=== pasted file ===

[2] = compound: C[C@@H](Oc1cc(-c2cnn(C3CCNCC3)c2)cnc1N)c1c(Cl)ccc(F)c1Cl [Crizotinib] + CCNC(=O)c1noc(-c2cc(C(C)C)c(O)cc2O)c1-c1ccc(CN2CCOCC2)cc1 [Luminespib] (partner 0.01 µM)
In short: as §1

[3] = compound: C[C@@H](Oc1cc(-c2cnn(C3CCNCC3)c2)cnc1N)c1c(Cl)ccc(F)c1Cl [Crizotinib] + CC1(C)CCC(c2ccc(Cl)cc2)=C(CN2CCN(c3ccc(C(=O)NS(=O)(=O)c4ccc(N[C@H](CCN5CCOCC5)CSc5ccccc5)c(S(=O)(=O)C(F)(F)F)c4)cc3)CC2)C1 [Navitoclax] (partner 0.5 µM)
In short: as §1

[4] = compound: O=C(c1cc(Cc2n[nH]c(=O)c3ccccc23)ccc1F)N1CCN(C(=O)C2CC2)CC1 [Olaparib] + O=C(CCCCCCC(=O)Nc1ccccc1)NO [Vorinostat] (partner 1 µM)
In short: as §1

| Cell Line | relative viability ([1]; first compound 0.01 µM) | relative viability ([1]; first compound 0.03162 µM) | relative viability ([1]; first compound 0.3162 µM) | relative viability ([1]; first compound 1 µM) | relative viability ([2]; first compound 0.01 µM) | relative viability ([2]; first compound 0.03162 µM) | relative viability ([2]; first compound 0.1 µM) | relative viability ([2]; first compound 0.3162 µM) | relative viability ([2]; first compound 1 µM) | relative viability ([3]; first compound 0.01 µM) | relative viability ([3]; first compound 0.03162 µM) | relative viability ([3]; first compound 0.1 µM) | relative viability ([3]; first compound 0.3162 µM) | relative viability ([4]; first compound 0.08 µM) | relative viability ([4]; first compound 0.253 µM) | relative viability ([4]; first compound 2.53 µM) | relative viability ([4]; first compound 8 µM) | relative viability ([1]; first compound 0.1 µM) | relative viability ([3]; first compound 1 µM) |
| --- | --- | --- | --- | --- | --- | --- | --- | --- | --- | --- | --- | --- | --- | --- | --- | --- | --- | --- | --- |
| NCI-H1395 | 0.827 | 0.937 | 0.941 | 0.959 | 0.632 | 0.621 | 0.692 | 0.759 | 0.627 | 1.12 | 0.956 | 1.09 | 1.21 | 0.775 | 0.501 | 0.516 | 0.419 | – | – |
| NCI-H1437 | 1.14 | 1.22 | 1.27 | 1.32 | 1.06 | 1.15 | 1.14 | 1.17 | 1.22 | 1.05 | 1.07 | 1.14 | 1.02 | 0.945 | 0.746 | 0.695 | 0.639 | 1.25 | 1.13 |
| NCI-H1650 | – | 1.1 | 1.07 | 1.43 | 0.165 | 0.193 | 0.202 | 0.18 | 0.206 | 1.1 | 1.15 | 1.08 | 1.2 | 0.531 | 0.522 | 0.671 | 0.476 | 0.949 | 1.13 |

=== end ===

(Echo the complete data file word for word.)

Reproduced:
[2] = compound: C[C@@H](Oc1cc(-c2cnn(C3CCNCC3)c2)cnc1N)c1c(Cl)ccc(F)c1Cl [Crizotinib] + CCNC(=O)c1noc(-c2cc(C(C)C)c(O)cc2O)c1-c1ccc(CN2CCOCC2)cc1 [Luminespib] (partner 0.01 µM)
In short: as §1

[3] = compound: C[C@@H](Oc1cc(-c2cnn(C3CCNCC3)c2)cnc1N)c1c(Cl)ccc(F)c1Cl [Crizotinib] + CC1(C)CCC(c2ccc(Cl)cc2)=C(CN2CCN(c3ccc(C(=O)NS(=O)(=O)c4ccc(N[C@H](CCN5CCOCC5)CSc5ccccc5)c(S(=O)(=O)C(F)(F)F)c4)cc3)CC2)C1 [Navitoclax] (partner 0.5 µM)
In short: as §1

[4] = compound: O=C(c1cc(Cc2n[nH]c(=O)c3ccccc23)ccc1F)N1CCN(C(=O)C2CC2)CC1 [Olaparib] + O=C(CCCCCCC(=O)Nc1ccccc1)NO [Vorinostat] (partner 1 µM)
In short: as §1

| Cell Line | relative viability ([1]; first compound 0.01 µM) | relative viability ([1]; first compound 0.03162 µM) | relative viability ([1]; first compound 0.3162 µM) | relative viability ([1]; first compound 1 µM) | relative viability ([2]; first compound 0.01 µM) | relative viability ([2]; first compound 0.03162 µM) | relative viability ([2]; first compound 0.1 µM) | relative viability ([2]; first compound 0.3162 µM) | relative viability ([2]; first compound 1 µM) | relative viability ([3]; first compound 0.01 µM) | relative viability ([3]; first compound 0.03162 µM) | relative viability ([3]; first compound 0.1 µM) | relative viability ([3]; first compound 0.3162 µM) | relative viability ([4]; first compound 0.08 µM) | relative viability ([4]; first compound 0.253 µM) | relative viability ([4]; first compound 2.53 µM) | relative viability ([4]; first compound 8 µM) | relative viability ([1]; first compound 0.1 µM) | relative viability ([3]; first compound 1 µM) |
| --- | --- | --- | --- | --- | --- | --- | --- | --- | --- | --- | --- | --- | --- | --- | --- | --- | --- | --- | --- |
| NCI-H1395 | 0.827 | 0.937 | 0.941 | 0.959 | 0.632 | 0.621 | 0.692 | 0.759 | 0.627 | 1.12 | 0.956 | 1.09 | 1.21 | 0.775 | 0.501 | 0.516 | 0.419 | – | – |
| NCI-H1437 | 1.14 | 1.22 | 1.27 | 1.32 | 1.06 | 1.15 | 1.14 | 1.17 | 1.22 | 1.05 | 1.07 | 1.14 | 1.02 | 0.945 | 0.746 | 0.695 | 0.639 | 1.25 | 1.13 |
| NCI-H1650 | – | 1.1 | 1.07 | 1.43 | 0.165 | 0.193 | 0.202 | 0.18 | 0.206 | 1.1 | 1.15 | 1.08 | 1.2 | 0.531 | 0.522 | 0.671 | 0.476 | 0.949 | 1.13 |